Andrew Traucki, director of the somewhat acclaimed creatures features "Black Water" and "The Reef", brings a sequel (only in name) to his first killer croc hooray. I remember watching "Black Water" way back when, and it worked on suspense, the limited location, the one woman's show, though still lacking some necessary sauce. This next part seems to be also relying a lot on suspense and fear of a force that's lurking unseen - the movie largely does so with lackluster energy, and a newcomer filler is a fair amount of melodrama, which didn't feel very welcome to me.
Like many similar movies, "Abyss" kicks off with a pair of unfortunate tourists falling prey to the croc of the caves, it will be in his home we're going to spend most of the screentime. A home too plain, too evenly lit, barely succeeding to feel claustrophobic, consequently struggling to establish an atmosphere. Our protagonists are 5 rather stereotypical movie friends with typical plot problems and arches - one has to be prepared for soapy notes throughout. Story's simple and slow, ending does not hit any nails on the head, and all in all there's a predictable story riddled with minor bugs. While all this may be so, a good portion of people are probably most excited about the action and croc himself. Well, he hides. A lot. There's some cgi and some practical effects, and I'm not entirely sure about the partial usage of real crocodiles as it's known about the first "Black Water" flick. "Abyss" is a low budget feature, and action describes that, not the worst, but mostly heavily edited with close-ups, shaky cam, all kinds of cheaper substitute techniques. It's a killer reptile movie that's above the syfy-type, but below the better examples like "Rogue" or "Crawl", though I'll admit the latter is not a lot about that realism. The cast consists of little known names who do a decent job, but little of anything manages to impress as the growingly tedious nature of "Black Water: Abyss" marches on for 90 minutes.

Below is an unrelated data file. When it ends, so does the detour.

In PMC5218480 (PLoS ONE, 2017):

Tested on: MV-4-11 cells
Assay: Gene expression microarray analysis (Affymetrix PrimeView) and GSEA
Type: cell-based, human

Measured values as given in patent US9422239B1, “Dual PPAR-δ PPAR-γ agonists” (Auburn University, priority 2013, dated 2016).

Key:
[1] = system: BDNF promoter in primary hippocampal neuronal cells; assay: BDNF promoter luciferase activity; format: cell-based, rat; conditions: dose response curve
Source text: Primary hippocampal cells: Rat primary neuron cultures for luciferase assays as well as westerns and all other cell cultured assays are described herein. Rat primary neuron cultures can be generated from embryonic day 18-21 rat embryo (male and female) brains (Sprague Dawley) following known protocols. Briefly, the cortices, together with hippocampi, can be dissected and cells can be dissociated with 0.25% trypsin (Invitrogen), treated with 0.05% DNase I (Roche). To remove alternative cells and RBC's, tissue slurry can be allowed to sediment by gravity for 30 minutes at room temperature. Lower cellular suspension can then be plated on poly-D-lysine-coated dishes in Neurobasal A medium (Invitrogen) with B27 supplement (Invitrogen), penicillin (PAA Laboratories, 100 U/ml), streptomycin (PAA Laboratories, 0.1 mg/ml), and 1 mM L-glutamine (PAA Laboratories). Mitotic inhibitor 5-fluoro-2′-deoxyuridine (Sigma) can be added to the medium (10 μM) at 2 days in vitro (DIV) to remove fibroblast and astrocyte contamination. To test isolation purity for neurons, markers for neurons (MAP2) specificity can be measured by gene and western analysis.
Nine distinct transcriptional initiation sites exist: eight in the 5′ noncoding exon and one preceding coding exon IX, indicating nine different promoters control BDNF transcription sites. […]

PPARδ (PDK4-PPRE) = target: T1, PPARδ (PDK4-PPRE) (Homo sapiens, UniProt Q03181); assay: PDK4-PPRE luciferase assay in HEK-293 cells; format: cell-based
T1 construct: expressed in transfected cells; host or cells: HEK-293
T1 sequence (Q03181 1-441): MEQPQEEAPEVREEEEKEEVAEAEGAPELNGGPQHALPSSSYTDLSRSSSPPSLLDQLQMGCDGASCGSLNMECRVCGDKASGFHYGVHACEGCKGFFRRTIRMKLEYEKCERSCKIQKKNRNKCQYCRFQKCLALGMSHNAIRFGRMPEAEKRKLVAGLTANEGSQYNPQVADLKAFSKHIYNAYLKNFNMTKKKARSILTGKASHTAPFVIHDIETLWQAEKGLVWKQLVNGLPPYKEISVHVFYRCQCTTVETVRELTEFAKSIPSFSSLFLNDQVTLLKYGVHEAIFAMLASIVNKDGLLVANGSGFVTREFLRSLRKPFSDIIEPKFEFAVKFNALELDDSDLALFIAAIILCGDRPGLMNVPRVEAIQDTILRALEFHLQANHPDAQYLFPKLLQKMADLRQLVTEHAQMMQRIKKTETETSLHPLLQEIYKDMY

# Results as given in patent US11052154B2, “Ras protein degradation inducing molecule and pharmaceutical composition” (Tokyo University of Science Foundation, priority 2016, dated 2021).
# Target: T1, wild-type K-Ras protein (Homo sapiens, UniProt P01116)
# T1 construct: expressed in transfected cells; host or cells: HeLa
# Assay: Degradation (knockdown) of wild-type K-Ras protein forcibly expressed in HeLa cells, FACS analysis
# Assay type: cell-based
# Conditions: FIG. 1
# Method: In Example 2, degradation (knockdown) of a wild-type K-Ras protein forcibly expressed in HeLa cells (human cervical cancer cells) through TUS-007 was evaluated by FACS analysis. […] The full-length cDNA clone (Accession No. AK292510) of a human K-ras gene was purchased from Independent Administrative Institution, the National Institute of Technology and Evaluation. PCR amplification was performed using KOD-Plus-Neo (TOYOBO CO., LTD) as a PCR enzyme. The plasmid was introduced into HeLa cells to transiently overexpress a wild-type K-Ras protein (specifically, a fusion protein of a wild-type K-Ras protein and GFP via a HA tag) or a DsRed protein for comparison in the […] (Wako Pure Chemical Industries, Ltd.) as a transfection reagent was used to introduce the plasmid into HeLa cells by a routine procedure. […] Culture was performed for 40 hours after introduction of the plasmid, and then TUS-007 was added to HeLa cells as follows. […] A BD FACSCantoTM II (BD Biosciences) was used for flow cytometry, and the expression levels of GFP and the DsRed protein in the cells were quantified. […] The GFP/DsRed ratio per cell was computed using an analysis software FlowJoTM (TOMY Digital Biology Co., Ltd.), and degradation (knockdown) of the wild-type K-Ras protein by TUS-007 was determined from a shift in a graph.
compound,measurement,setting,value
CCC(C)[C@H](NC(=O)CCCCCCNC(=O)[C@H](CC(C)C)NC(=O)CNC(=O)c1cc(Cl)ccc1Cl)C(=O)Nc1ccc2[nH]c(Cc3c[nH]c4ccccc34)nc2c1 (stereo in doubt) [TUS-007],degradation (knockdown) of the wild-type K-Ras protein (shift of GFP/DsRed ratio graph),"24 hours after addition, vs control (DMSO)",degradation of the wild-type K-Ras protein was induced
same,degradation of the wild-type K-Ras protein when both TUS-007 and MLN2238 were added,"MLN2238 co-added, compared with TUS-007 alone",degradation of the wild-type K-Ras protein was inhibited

I felt a certain disappointment for an anticipated movie coming from a guy who's biggest love and mission seems to be animal/nature/creature horror genre. If you have a lot of patience and are looking for utter realism in this genre movies, it might be worth giving "Abyss" a spin. My rating: 4/10.
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